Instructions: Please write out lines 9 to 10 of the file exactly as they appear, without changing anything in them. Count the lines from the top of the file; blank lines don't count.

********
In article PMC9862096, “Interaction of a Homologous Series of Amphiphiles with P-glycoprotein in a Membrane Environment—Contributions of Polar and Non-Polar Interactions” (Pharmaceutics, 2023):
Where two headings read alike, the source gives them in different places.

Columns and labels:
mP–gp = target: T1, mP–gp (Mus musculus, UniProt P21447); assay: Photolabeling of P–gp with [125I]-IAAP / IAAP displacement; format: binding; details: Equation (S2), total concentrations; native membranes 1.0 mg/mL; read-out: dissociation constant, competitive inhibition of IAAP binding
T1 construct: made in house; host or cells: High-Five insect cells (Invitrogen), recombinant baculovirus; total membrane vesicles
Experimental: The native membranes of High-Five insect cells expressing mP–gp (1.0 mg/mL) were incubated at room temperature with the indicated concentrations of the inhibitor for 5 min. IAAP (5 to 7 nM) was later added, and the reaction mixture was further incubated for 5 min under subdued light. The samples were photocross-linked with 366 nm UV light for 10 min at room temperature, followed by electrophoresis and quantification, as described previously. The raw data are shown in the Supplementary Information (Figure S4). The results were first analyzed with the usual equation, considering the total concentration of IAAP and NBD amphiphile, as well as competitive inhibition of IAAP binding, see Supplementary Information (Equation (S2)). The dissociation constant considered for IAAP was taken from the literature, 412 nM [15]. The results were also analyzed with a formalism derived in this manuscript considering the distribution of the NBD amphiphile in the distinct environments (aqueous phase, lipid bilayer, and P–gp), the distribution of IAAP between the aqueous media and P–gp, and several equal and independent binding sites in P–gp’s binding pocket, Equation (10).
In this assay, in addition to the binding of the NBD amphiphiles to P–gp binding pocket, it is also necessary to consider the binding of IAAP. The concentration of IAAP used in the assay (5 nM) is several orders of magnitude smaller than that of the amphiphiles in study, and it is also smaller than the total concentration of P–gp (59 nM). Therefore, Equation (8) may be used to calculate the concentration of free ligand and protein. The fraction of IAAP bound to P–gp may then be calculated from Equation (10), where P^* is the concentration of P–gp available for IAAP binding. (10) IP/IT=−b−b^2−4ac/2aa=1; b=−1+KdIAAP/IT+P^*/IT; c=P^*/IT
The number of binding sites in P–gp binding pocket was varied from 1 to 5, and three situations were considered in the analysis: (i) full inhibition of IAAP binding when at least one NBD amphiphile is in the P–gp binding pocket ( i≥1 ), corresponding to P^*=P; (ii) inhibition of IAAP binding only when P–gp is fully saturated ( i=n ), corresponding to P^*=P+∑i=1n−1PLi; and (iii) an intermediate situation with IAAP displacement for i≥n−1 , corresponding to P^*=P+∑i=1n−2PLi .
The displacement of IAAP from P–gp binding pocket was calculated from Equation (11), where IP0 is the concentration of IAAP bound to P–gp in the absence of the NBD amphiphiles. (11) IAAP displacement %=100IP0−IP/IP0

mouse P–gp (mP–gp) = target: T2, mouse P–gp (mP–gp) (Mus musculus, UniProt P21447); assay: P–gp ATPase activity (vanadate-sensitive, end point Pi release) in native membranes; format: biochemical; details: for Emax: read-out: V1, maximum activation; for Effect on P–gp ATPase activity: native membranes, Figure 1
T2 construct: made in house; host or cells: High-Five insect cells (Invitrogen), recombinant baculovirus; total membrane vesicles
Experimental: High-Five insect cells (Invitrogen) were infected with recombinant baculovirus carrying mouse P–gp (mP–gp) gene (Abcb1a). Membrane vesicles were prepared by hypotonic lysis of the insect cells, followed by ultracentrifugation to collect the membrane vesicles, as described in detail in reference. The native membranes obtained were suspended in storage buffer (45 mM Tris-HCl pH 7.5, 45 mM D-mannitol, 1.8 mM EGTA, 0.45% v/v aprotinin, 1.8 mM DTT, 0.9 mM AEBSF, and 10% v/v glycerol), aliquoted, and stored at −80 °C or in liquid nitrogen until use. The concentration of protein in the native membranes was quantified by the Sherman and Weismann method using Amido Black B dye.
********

The displacement of IAAP from P–gp binding pocket was calculated from Equation (11), where IP0 is the concentration of IAAP bound to P–gp in the absence of the NBD amphiphiles. (11) IAAP displacement %=100IP0−IP/IP0

mouse P–gp (mP–gp) = target: T2, mouse P–gp (mP–gp) (Mus musculus, UniProt P21447); assay: P–gp ATPase activity (vanadate-sensitive, end point Pi release) in native membranes; format: biochemical; details: for Emax: read-out: V1, maximum activation; for Effect on P–gp ATPase activity: native membranes, Figure 1